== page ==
‘It’s bingo this afternoon.’ said the manager of a care home when I was visiting. ‘I’ve tried to stop it but the residents love it so much.’ It’s easy to be a bit snobby but I’ll confess to having a thoroughly enjoyable little fling with this game of chance a few years ago. My son’s scout group used to run successful bingo fundraising events every couple of months. As a committee member I helped to sell the tickets on the door. I noticed that the evening was not only popular with the parents and children. Local older people flocked to the events. After my volunteering duties were over I used to settle down to play with my son beside me. We got so keen that we even had special pen, thick chunky markers. It was a brilliant night of entertainment even when we weren’t on a winning streak.
Why Consider Bingo For People with Dementia?
- Whilst the rules of play are simple it’s age appropriate as the pensioner pulling power of the game at our Scout Hut proved.
- Children often love it so it’s an activity that encourage bonding between the person with dementia and other generations. Playing with other family members could provide an incentive to participate.
- It’s likely to be a very familiar game. As such it will draw on long term memories that are more likely to be retained than short term ones Because of this it might be easier for a person with dementia to follow the rules than if they are introduced to an unfamiliar game.
- The silly names attached to the numbers have the potential for making people laugh.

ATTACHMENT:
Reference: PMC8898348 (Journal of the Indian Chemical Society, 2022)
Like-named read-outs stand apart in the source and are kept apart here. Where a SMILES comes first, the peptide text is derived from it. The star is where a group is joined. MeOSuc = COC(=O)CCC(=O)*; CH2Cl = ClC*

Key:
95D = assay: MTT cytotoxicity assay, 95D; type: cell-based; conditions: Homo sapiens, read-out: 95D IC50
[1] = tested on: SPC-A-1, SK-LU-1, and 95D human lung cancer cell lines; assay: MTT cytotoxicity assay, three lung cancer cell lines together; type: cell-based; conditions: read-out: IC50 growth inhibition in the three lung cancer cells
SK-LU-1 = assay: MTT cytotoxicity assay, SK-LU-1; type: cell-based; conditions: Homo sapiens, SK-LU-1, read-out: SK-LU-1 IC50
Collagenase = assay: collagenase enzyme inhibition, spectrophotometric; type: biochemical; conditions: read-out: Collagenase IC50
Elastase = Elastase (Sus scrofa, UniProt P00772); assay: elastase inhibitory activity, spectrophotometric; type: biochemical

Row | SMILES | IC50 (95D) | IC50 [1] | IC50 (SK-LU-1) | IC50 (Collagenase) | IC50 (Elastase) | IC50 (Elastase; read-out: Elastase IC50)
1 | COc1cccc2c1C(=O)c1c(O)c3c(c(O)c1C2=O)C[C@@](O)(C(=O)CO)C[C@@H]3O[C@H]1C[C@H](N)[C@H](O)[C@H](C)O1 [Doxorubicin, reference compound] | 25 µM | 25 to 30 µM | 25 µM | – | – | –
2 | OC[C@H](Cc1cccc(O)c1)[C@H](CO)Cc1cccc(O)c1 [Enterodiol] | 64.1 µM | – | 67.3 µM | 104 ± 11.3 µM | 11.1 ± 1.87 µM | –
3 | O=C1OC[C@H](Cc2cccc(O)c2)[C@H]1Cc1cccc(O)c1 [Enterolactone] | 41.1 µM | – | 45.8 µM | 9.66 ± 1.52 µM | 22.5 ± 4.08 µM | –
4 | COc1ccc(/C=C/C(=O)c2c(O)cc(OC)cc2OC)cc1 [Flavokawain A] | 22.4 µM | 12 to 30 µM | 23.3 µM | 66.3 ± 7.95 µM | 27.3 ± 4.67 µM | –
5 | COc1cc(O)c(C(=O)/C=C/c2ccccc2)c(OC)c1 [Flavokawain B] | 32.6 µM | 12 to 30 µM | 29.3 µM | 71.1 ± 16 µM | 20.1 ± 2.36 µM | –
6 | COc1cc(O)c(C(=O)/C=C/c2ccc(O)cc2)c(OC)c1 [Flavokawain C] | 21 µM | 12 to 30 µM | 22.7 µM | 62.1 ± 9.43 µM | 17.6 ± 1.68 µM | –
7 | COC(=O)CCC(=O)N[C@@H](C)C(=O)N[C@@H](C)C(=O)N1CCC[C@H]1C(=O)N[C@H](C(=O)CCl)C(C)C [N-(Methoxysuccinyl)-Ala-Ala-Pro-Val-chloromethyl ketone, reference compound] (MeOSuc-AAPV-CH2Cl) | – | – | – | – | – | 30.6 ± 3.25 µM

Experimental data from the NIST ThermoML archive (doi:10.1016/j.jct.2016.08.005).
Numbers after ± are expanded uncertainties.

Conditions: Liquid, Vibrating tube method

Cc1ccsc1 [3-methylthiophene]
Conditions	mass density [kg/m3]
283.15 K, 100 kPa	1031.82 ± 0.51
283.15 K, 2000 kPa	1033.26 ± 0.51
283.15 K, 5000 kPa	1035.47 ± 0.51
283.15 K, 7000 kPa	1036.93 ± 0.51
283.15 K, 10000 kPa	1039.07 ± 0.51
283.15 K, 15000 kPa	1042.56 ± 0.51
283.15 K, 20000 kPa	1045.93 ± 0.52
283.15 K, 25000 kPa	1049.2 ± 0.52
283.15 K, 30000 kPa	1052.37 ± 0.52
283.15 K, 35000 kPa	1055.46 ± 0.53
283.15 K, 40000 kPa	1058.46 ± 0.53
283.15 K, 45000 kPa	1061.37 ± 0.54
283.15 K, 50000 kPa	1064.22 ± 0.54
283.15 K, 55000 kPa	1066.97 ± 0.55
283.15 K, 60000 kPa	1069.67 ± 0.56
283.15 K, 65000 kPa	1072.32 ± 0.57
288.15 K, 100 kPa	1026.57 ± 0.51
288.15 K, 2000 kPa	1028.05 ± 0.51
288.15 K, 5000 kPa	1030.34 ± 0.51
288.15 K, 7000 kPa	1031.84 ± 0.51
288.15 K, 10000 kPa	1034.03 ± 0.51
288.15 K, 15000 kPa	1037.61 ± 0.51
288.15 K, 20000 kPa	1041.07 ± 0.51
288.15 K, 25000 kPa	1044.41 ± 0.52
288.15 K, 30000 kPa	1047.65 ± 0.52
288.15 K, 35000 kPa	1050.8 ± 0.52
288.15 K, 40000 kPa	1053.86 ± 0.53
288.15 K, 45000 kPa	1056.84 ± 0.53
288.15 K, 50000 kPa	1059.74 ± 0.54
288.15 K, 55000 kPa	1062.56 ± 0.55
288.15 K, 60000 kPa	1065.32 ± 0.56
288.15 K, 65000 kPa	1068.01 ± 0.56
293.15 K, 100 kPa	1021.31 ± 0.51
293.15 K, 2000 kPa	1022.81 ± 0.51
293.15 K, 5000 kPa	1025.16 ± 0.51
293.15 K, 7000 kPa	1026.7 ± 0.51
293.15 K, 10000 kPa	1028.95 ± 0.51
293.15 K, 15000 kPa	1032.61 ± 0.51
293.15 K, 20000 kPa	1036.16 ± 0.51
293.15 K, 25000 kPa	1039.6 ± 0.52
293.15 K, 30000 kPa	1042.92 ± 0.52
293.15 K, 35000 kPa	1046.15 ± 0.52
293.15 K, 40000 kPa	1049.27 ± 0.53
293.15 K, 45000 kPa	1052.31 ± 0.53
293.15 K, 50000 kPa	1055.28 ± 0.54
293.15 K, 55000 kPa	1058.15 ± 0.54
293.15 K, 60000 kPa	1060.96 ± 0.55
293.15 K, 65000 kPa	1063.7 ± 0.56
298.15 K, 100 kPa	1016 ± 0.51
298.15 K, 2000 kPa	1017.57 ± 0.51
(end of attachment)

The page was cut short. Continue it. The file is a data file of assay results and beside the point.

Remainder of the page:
- It encourages socialising whilst engaging in individual activity. Some people with dementia might find shared group efforts particularly challenging because the more intense social interaction adds layers of complexity.
- It’s simple to set up once basic equipment has been purchased. This does not have to be an expensive activity. Free number generator apps on phones or tablets are available. Wipe clean or single use bingo cards are available. To provide a sense of occasion think about investing in those special marker pens, a bingo cage or an electronic number generator if this is going to be a regular activity.
- It can be graded according to their cognitive and sensory needs of the people playing. For those who find it simple give them more cards to play with for each game. Think about whether the waiting time between each number called is a good match for the processing ability of the players. Provide large print cards for those who are sight impaired. Think about how to visually display the numbers called for those who are hard of hearing. Use picture or coloured card when literacy is an issue.
- It’s a great way of practising cognitive skills such as concentration, focus and short term memory.
- It’s an activity that can be quick to set up and lends itself to being played in a variety of settings.
- There are prizes that are a great motivator, especially if they are tailored to the interests and needs of the people who are playing.
A thought has struck me whilst writing this article. Is there scope for proper bingo halls to consider running dementia friendly sessions?